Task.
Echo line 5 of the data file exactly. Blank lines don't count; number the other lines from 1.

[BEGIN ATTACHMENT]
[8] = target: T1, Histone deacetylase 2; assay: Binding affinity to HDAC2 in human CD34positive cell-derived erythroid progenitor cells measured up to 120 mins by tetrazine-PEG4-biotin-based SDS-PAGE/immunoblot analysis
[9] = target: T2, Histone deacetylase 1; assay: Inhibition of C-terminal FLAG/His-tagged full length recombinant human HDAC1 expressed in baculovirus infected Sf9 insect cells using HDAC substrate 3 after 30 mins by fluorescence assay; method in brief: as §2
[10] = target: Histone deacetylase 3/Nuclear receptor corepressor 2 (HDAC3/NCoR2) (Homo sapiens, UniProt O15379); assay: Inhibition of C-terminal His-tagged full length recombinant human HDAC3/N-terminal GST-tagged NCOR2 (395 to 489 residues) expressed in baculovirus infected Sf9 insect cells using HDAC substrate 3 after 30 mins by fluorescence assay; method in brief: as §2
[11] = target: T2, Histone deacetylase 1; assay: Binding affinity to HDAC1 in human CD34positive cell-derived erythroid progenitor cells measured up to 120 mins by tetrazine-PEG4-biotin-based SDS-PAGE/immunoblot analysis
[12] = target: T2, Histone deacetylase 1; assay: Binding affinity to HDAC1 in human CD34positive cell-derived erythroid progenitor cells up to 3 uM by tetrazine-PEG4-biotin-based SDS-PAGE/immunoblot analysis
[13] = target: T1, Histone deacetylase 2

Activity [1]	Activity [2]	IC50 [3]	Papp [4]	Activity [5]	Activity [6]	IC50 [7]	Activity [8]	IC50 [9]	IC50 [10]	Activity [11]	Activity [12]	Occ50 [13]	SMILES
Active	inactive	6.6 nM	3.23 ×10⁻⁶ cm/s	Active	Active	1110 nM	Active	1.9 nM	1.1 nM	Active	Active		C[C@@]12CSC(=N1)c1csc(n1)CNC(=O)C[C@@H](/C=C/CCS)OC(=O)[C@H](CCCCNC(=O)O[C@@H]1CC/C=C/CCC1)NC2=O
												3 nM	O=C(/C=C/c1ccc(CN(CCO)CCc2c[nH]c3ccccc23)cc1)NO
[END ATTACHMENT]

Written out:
[12] = target: T2, Histone deacetylase 1; assay: Binding affinity to HDAC1 in human CD34positive cell-derived erythroid progenitor cells up to 3 uM by tetrazine-PEG4-biotin-based SDS-PAGE/immunoblot analysis